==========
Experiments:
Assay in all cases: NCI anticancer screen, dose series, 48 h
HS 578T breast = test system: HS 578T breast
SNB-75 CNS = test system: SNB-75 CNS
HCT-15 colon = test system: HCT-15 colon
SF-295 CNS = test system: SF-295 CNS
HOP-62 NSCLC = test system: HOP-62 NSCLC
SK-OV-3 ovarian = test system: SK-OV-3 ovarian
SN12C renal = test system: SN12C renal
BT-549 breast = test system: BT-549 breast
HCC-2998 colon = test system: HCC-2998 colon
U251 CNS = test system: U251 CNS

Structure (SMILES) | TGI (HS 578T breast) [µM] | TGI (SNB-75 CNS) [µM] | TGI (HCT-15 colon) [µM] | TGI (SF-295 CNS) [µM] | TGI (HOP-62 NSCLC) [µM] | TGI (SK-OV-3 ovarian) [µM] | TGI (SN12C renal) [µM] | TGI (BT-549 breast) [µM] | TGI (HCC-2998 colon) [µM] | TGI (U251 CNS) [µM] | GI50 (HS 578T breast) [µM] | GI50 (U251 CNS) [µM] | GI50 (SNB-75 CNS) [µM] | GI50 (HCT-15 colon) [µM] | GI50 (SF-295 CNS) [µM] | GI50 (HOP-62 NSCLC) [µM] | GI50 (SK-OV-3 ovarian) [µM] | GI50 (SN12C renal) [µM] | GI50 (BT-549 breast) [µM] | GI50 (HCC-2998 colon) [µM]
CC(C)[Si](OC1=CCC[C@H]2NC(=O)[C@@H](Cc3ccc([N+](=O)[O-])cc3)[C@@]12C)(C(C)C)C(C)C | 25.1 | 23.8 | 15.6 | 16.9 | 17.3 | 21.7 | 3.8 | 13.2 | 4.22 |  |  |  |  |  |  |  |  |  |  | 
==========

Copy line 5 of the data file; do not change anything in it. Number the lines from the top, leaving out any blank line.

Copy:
HCT-15 colon = test system: HCT-15 colon